The Los Angeles Rams, who twice fired George Allen as their coach, will announce today that he has been hired for that post, The Washington Post has learned.

Sources indicated that Allen was flying to Los Angeles last night for the announcement today that he would take over the job vacated by Chuck Knox, now coach of the Buffalo Bills.

Allen was dismissed from his post as vice president, general manager and coace of the Washington Redskins by club President Edward Bennett Williams when contract negotiations broke down.

Allen has a 116-47-5 record as an NFL heas coach and was 9-5 with Washington last season.

Allen did not have a losing record in five season with the Rams and seven with Redskins.

He was fired twice by Dan Reeves before the late Rams' owner made stick. Allen was fired by Williams after he delayed signing a contract agreed upon in July, except for interpretation of terms. Allen was replaced by one of his former Ram and Redskin player players, jack Pardee.

Because of his preferece for proven veterans, Allen, as coach of the Redskin, traded away high draft choices. He dealth off the fiest eight picks for th upcoming draft and the Redskins do not have a No. 1 choice unitl 1979.

Allen is going to relatively young team that usually has extra draft choices acquired in deals by General Manager Don Klosterman.

However, Allen will be restricted to coaching only and it was understood he iwll have a short-term contract.

He had negotiated a salary in Washington of between $225,000 and $250,000 as coach, vice president, and general manager before deciding not to sign a four-year extension of his seven-year contract that had paid $125,000 annually, plus such perauisites as a chauffeur.

Serving as a coach only, Allen is not expected to earn as much as the Redskins paid him for three titles. But it is noteworthy that Dick Vermail reportedly earns $185,000 a year as coach for the Philadelphia Eagles, and Allen and Vermail have the same attorney, Ed Hookstratten of Los Angeles, who also handles some of the Rams' legal affairs.

Under the new 16-game regular-season schedule beginning in 1978, the Rams will play the three other teams in the NFC West Division twice each - San Francisco, Atlanta and New Orleans.

In nondivision contests the Rams will face Super Bowl champion Dallas, two other playoff teams - Minnesota and Pittsburgh - and Cincinati, Houston, Cleveland, Philadelphia, Green Bay, Tampa Bay and the New York Giants.

Currently, the NFC West is a relatively lopsided division that figures to be less competitive next season, with two teams regrouping under new coaches at San Francisco and New Orleans.

Pete McCulley, receivers coach for Allen at Washington the last season, has replaced former Ram assistant Ken Meyer as head coach of the 49ers.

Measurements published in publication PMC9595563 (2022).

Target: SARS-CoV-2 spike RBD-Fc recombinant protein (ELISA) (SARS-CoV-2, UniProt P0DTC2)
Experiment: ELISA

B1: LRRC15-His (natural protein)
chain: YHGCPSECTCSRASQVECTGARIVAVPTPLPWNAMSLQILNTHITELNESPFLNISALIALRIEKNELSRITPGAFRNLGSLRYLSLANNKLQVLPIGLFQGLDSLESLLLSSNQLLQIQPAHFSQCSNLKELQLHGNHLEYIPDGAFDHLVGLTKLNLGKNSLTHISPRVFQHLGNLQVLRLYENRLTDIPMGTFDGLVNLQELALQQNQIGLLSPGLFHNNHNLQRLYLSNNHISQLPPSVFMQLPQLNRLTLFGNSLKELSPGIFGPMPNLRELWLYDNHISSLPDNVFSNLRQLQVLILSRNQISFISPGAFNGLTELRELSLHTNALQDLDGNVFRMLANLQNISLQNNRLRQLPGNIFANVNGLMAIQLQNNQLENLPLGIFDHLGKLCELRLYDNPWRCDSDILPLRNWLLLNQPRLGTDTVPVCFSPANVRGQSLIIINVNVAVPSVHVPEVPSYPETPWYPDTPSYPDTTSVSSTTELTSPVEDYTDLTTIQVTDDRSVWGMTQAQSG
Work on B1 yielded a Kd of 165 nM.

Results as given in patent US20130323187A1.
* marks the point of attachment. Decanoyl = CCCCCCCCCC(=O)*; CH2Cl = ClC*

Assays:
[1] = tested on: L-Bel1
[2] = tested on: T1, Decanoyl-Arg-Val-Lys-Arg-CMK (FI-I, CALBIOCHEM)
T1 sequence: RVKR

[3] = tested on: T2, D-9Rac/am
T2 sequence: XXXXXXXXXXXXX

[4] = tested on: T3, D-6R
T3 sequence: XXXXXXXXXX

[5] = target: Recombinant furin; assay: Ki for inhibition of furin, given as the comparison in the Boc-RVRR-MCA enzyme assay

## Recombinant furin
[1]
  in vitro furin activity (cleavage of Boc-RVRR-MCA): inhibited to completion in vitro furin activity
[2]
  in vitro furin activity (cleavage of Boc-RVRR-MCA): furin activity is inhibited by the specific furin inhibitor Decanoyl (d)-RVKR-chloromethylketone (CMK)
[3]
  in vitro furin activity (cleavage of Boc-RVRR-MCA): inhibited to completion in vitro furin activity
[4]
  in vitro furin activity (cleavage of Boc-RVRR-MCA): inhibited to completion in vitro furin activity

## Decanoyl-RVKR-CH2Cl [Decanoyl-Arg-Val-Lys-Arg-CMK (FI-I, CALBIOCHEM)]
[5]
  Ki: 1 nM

The firing of Hank Stram has created a vacancy at New Orleans.

The Rams won the division with 10-4 record last season, but were upset by Minnesota in the first round of the playoffs, 14-7.

Atlanta, under former Ram assistant Leeman Bennett, finished second at 7-7: San Francisco was 5-9 and New Orleans 3-11.

Allen, 55, appararently agreed to rejoin the Rams without serious consideration of the vacancy at New Orleans, where a combined coaching and general managing job might have been available. He has maintained a home he owned in Palos Verdes, Calif., since he first coached the Rams.

Allen reportedly has always considered returning to Los Angeles, ever since taking the Redskins to the Super Bowl after the 1972 season against Miami. They lost, 14.-7.

Allen was bitter in his remarks, after his firing by Williams, contending he was not told face to face by Williams beforehand that he was going to be fired.

He charged Williams with interfering with the coach's decisions on whether to start Joe Theismann or Bill Kilmer at quarterback; deceiving the public about who signed big earners such as John Riggins and Theismann, and called the club president "a Jekyll and Hyde."

Allen was not reacheable by telephone last evening at his home. He was reported there as being out ot dinner with his wife, and then someone cut off the conversation by slamming down the phone.

Kilmer recently was notified by the Redskins that they have exercised their option to keep him for next season. But it is known he would be welcomed in Los Angeles if the Redskins wanted to trade him.

Kilmer twice previously has said he did not want to play again in Washington, but after Allen was fired he said he planned to play here in 1978.